forceUpdate() vs. this.setState() with a callback

The reason for this is when dealing with state variables that have their own functionality. There are two ways I can think of. One is to mutate this.state directly (well, sort of, I know it’s discouraged) by calling the state functions, then call forceUpdate() and deal with what that brings. The other is to do the callback function. Which is the proper way?

Here’s an example of what I am talking about. I’m working with Vis.js, and their DataSet object allows you to add data to an existing data set – nodes and edges, for example.

  addDataToGraph: function(data) {
    // Is this the proper way to do something like this?

    // Or is this the right way - the question I am posing here
      currentChunk: data.currentChunk,
      totalChunks: data.totalChunks
    }, function() {


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Method 1

You definitely should not mutate this.state, or anything in it, ever. From the React Component API docs:

NEVER mutate this.state directly, as calling setState() afterwards may replace the mutation you made. Treat this.state as if it were immutable.

setState() does not immediately mutate this.state but creates a pending state transition. Accessing this.state after calling this method can potentially return the existing value.

There is no guarantee of synchronous operation of calls to setState and calls may be batched for performance gains.

setState() will always trigger a re-render unless conditional rendering logic is implemented in shouldComponentUpdate(). If mutable objects are being used and the logic cannot be implemented in shouldComponentUpdate(), calling setState() only when the new state differs from the previous state will avoid unnecessary re-renders.

Even your second example isn’t correct here, since you’re still mutating this.state. The second parameter is merely a callback for when the state has been updated. What you want to do is somehow get new objects and give those to setState. Not being very familiar with Vis.js, this seems to be kind of tricky since it doesn’t seem to have any operations that return entirely new/immutable data sets. There aren’t even copy or clone operations. It looks like you’d have to actually make an entirely new vis.DataSet each time and add the data from the original, then add the new data, then this.setState( { graphData: newGraphData, ... } )

Ultimately that will probably be the ‘pure’ and correct way to do this.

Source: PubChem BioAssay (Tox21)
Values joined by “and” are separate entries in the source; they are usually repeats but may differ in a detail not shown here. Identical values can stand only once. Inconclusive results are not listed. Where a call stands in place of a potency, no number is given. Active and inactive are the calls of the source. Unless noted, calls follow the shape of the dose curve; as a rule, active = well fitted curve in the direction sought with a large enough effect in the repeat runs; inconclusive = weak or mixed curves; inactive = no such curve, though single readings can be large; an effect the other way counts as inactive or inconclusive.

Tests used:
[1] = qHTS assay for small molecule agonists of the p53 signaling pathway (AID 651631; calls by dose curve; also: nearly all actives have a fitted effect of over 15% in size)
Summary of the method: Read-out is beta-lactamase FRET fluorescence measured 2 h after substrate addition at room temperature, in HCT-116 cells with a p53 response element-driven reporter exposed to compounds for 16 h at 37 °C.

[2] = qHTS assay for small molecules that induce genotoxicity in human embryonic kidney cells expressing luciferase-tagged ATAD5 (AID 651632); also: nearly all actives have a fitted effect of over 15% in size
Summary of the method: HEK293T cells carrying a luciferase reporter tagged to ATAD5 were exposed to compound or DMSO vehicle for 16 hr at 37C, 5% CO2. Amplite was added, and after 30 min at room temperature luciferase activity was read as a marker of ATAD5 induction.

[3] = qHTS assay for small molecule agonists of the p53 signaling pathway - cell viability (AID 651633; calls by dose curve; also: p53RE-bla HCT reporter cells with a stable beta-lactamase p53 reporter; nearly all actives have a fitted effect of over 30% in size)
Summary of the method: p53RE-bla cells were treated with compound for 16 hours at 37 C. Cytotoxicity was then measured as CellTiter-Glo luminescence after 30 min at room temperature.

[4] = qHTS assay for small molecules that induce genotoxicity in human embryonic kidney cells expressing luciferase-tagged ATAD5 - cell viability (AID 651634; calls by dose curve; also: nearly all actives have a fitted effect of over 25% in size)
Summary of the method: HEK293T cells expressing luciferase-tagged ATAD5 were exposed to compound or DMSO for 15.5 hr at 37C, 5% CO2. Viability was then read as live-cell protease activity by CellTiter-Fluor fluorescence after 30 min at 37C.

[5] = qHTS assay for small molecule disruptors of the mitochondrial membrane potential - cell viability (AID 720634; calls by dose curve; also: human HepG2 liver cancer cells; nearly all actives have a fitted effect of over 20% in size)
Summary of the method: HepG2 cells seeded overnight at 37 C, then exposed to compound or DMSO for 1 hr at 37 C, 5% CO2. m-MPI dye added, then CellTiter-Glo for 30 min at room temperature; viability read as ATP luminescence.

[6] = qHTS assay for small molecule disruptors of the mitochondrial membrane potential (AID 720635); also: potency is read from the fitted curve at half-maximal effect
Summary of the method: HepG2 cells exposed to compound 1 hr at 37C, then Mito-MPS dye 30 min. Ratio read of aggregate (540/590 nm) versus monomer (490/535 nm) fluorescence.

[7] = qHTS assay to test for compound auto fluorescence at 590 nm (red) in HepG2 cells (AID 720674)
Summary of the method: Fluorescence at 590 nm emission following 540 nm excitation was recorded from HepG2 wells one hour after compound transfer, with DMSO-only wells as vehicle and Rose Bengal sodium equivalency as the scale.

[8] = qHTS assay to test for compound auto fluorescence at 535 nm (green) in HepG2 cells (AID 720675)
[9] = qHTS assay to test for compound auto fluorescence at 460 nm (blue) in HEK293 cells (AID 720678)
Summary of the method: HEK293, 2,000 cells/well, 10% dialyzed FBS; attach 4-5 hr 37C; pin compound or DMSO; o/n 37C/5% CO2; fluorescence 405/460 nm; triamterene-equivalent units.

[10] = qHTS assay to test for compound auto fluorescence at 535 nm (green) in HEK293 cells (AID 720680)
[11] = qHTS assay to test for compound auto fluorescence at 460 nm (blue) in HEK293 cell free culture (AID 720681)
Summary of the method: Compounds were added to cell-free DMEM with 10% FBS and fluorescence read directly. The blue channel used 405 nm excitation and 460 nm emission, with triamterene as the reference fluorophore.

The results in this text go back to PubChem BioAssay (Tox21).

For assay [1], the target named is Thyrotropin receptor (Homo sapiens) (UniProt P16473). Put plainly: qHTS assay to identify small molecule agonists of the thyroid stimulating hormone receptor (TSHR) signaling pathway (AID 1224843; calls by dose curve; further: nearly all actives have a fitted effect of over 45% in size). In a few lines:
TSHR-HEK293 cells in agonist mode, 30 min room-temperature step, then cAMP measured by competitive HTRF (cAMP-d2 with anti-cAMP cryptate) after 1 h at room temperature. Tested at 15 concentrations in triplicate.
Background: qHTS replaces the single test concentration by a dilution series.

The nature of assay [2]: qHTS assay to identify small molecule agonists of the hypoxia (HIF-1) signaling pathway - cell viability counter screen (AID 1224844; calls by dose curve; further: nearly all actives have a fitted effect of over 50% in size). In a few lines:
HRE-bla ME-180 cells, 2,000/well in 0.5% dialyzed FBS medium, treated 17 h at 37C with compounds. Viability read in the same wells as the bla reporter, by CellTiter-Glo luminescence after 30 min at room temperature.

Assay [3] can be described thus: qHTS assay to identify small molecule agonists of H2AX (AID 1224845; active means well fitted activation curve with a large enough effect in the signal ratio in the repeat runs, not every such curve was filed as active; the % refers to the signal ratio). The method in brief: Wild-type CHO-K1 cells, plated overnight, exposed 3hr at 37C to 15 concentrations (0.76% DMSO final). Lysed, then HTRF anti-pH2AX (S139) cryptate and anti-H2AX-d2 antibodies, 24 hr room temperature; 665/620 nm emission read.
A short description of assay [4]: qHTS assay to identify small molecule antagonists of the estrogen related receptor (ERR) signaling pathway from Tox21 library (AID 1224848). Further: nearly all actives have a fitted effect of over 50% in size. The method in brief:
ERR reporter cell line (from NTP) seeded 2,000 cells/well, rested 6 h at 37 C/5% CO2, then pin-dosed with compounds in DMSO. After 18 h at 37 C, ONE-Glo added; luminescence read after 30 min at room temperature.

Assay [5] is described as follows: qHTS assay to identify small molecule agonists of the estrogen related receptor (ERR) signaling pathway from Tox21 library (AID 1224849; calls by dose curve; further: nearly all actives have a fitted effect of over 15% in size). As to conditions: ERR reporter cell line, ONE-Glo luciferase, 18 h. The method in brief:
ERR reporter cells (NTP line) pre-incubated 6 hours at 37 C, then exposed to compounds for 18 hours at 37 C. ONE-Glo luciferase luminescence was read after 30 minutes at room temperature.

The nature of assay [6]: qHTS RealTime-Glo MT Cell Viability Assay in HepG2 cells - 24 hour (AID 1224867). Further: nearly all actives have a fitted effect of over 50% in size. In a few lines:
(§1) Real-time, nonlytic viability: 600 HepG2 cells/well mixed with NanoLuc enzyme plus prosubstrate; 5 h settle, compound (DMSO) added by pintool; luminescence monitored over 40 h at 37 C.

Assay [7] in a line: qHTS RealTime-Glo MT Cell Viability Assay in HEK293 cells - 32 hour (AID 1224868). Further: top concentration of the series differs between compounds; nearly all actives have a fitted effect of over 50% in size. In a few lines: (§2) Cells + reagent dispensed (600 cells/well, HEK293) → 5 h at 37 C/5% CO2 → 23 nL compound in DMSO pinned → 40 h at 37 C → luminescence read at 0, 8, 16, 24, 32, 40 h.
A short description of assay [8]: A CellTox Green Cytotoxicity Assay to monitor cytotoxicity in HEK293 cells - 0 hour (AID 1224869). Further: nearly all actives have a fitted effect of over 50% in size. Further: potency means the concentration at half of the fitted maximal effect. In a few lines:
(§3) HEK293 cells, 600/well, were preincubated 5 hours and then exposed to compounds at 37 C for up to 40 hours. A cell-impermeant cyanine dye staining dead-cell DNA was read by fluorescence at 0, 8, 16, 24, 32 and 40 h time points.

All that said, and with a big YMMV caveat – since there’s no apparent way to treat vis.DataSets as immutable, you can probably just go with the first option.

Take that first part of the warning in the docs:

calling setState() afterwards may replace the mutation you made

What will happen in that case? Nothing, since the actual object in your state is mutable, it’s just the one reference forever. If React ‘replaces it’ it will just be replacing it with itself. In other words, as long as you never call setState with an entirely new DataSet, it won’t get replaced with something unexpected at an unexpected time.

The big problem here will be that calling forceUpdate will, well, force a re-render, and that could be slow. But it mostly sounds like you want it to re-render no matter what anyway when that function is called, so… pragmatically speaking you’re probably ok 🙂

Method 2

To mutate the state of an component we should always use this.setState() because it tells React that something has change in component state and then React will take care of re-render in performant way. However, we can also mutate the state object by using this.state.yourProperty=somethingNew but we should never ever do this because its too show and React is unaware of our state mutations so we have to explicitly trigger the re-render by calling this.forceUpdate(). A good example of using this.forceUpdate is the integration with other library like D3.js. D3 has its own data sets so assume that if something changes in D3 data set then it need to tell React that ‘Hey! React I change some of my stuff and now I need to just re-render‘ so D3 will callback out react by using this.forceUpate().

All methods was sourced from or, is licensed under cc by-sa 2.5, cc by-sa 3.0 and cc by-sa 4.0

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